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conversations, forums and opportunities for meetings with buyers. By attending this, Sarah will gain access to meet face to face with other filmmakers and professionals and to pitch the project concept to buyers. She plans to meet with commissioning editors from networks including BBC, TVF, ARTE, Ronin Films, Kanopy and ABC in order to achieve this. She will also have access to a wealth of information from which she can learn and continue to pursue her documentary film making profession, as there are limited professional opportunities for this in the North Queensland region. - Successful - $1,066

Remaining Available Budget for 2012-13 Applications Approved to fit Budget: Sarah Scragg

$36,725 $ 1,066

Total

$1,066

2012/2013 Grants Balance

$35,659

LINK TO CORPORATE PLAN 2.2 Recreational & Cultural Development 2.2.1 Support and provide opportunities for individuals, clubs and groups to participate in the arts and cultural life of the community. CONSULTATION Internal Coordinator, Tourism - Gwyneth Nevard External RADF Committee

LEGAL IMPLICATIONS (STATUTORY BASIS, LEGAL RISKS) Nil POLICY IMPLICATIONS Nil FINANCIAL & RESOURCE IMPLICATIONS Capital Nil Operating Combined remaining RADF Grant funds for the 2013/2014 financial year: $35,659 Allocations recommended 10 January 2014 RADF meeting: $1,066 Page 182


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Is the expenditure noted above included in the 2013/2014 budget? Yes If not you must recommend how the budget can be amended to accommodate the expenditure Nil IMPLEMENTATION/COMMUNICATION Letters to be drafted informing candidate of decision; Agreement to be signed; Funding allocated ATTACHMENTS 1.

Nil

Date Prepared:

16 January 2014

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ITEM-6 18B

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FINANCIAL AND IN KIND SUPPORT PROGRAM

DOCUMENT INFORMATION

MEETING:

Ordinary

MEETING DATE:

20 February 2014

REPORT AUTHOR/ OFFICER’S TITLE:

Christine Larkin, Manager, Community Services

DEPARTMENT:

Community and Regional Planning

EXECUTIVE SUMMARY This report seeks to advise Council of the current status regarding the financial and in-kind support program post de-amalgamation. This report also requests that Council consider adopting the revised Financial and In-Kind Policy to reflect the current demographic and population that makes up the new TRC. • •

Nine (9) applications with a value of $1182.83 have been processed through staff delegation. Two (2) applications with a value of $4,000 are recommended for approval.

OFFICER'S RECOMMENDATION "That Council: 1. Approve: a) FIKS1502 Australian Red Cross Herberton Cash Donation $2000 One off b) FIKS1503 Mount Garnet Golf Club Inc. Cash Donation $2000 One off 2. Note the staff approved allocations 3. Advise the community that all funds for the 2013/2014 Financial year are expended in regards to the Financial and In-Kind Support Policy and no applications will be: a) Processed, and or b) Refunded retrospectively" BACKGROUND CASH DONATION for Council Approval

$4,000

FIKS1502 Australian Red Cross - Herberton Branch Cash Donation - One off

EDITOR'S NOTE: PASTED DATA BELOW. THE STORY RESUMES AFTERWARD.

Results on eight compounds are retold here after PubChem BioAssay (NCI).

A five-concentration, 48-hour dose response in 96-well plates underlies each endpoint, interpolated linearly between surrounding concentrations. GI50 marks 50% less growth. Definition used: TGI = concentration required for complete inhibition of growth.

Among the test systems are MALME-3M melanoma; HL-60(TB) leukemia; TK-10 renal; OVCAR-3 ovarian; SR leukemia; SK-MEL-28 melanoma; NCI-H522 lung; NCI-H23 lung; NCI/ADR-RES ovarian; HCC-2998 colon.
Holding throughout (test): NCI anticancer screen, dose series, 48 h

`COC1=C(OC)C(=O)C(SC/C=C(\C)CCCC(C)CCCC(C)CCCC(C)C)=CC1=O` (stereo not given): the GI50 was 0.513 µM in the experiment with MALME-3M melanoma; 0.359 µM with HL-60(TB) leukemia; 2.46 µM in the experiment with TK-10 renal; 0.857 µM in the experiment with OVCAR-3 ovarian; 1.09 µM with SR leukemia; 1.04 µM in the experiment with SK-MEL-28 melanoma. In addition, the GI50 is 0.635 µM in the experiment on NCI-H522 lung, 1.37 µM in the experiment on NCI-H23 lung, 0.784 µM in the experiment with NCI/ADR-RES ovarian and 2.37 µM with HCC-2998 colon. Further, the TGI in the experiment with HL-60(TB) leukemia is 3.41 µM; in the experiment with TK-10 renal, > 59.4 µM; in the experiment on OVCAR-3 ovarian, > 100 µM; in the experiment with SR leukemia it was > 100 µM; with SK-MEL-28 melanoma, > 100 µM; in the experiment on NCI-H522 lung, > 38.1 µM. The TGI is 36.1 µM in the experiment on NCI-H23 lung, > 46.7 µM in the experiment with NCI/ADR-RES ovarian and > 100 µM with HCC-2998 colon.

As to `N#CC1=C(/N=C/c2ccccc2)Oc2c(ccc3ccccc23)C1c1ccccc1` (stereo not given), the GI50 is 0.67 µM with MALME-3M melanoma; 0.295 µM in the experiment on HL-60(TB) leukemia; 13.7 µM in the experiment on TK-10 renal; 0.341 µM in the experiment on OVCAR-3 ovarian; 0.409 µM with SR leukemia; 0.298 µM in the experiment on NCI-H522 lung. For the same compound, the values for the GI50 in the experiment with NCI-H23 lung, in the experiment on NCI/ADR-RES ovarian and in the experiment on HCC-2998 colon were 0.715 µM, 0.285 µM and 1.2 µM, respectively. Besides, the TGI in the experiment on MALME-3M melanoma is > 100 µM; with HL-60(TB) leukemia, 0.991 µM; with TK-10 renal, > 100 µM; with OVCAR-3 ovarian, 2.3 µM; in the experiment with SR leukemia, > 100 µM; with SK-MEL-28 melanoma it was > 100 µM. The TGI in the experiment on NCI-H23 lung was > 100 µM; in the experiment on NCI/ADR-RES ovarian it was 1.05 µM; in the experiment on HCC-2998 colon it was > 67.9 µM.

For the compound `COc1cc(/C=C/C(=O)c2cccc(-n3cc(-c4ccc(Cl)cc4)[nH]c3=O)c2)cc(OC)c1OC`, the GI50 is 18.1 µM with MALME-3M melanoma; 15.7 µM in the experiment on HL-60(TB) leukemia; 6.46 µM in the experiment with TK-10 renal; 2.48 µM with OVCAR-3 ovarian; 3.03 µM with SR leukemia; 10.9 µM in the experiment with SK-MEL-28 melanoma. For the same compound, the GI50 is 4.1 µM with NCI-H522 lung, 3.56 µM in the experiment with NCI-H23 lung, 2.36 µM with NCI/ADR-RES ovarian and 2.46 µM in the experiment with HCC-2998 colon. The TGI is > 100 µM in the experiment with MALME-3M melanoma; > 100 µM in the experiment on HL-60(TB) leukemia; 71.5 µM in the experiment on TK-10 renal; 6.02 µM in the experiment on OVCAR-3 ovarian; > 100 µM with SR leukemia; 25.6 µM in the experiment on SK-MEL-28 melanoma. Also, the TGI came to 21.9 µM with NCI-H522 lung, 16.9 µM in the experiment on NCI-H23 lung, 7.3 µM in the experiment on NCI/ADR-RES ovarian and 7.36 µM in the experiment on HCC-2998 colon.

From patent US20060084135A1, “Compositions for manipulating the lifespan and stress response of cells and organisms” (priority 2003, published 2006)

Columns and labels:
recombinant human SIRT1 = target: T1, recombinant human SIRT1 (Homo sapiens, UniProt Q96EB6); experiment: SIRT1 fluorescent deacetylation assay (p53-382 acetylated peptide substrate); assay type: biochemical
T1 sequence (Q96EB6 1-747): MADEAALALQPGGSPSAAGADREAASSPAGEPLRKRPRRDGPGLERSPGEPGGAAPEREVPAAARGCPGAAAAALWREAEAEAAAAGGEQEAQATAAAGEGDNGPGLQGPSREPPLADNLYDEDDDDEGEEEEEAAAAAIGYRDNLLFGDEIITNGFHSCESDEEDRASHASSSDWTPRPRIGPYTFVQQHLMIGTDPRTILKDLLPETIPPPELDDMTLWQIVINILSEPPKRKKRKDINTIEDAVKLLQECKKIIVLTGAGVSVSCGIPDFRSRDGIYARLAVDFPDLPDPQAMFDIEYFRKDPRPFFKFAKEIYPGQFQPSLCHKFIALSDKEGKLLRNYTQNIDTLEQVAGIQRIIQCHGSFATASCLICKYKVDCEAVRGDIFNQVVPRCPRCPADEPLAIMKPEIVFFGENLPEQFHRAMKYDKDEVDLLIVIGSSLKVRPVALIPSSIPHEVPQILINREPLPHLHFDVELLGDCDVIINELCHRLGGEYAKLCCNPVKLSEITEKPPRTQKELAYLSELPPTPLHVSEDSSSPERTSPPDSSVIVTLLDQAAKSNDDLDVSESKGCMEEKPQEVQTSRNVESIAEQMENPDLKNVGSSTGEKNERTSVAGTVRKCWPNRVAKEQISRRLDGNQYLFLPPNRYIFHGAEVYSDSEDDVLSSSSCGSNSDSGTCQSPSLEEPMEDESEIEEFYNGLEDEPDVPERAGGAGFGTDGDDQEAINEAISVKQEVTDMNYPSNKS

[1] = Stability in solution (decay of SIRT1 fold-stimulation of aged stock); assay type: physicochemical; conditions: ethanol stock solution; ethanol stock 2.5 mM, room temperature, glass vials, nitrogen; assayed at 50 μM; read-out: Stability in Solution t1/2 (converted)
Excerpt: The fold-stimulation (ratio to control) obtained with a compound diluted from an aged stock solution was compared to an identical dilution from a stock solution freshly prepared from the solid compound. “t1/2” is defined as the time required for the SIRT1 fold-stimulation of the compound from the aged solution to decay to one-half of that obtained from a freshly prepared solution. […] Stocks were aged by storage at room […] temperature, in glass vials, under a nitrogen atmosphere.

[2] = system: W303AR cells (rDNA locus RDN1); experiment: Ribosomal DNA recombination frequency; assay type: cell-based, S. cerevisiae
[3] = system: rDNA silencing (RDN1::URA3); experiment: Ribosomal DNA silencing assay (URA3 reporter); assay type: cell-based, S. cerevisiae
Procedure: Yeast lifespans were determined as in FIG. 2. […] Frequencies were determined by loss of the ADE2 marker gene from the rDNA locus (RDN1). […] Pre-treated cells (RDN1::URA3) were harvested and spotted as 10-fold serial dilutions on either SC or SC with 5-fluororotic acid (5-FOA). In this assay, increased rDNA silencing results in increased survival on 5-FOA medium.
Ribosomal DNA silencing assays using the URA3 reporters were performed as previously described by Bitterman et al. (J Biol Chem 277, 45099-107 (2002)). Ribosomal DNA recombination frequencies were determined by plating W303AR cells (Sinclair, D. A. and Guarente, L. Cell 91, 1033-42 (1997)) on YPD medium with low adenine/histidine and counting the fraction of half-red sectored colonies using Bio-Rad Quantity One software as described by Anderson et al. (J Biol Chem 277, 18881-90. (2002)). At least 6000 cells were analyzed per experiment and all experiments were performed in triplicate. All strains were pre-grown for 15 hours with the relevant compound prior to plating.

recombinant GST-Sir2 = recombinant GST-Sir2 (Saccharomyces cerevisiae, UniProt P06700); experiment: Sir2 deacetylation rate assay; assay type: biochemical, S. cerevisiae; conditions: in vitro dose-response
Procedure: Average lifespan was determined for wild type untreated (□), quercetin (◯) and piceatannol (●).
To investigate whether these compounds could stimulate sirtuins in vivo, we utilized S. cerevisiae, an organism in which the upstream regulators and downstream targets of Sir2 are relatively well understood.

$2,000

Australian Red Cross is holding Centenary Celebrations during 2014. The Herberton branch is the oldest Red Cross branch in Australia and the only surviving branch on the Tablelands. It is appropriate that Herberton should be the location of significant celebrations in the Centenary of Red Cross in 2014. The Branch proposes to have several events throughout 2014 including a Variety Concert with significant community involvement showcasing the talent of local entertainers. A rose will be cast from metal by local artist Darryl Cooper and will be placed with a plaque on a memorial stone at the Cenotaph. A seat will be placed at the Herberton cemetery to Page 184


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recognise the vital role Red Cross has played in areas of conflict and to pay homage to the returned servicemen and women from the Herberton area who be at rest there. History - Nil FIKS 1503 Mount Garnet Golf Club Inc. Cash Donation - One Off

$2,000

The Club has recognised the need for a trailer to remove rubbish from the Club. Members currently use their own vehicles and trailers to remove the rubbish. The Club is prepared to pay the registration and insurance costs for the trailer. The Club has provided with their application, a copy of the audited financial reports for year end 30 June 2013 which shows the club has made a profit of $14,579.34. The club will pay the difference in the event that the cost of the trailer is more than the approved funding. Three quotes have been provided for the trailer. The quotes include: • Just Trailers $1,945 including GST • Taylors Trailers $2,595 including GST • Tolga Traders $2,500 including GST History - Nil STAFF APPROVED

$1182.83

FIKS1497 Malanda State School P&C Remittance of Fees - One off

$49

Malanda State School P&C requested remittance of fees from Council for the hire of the Malanda Pavilion this Friday 29 November 2013 for an end of year family celebration. The entry for the night is free to all families and each grade will be performing an item. History – Remittance of fees - one off $358.00 FIKS1499 St Matthews Anglican Church Remittance of Fees - One off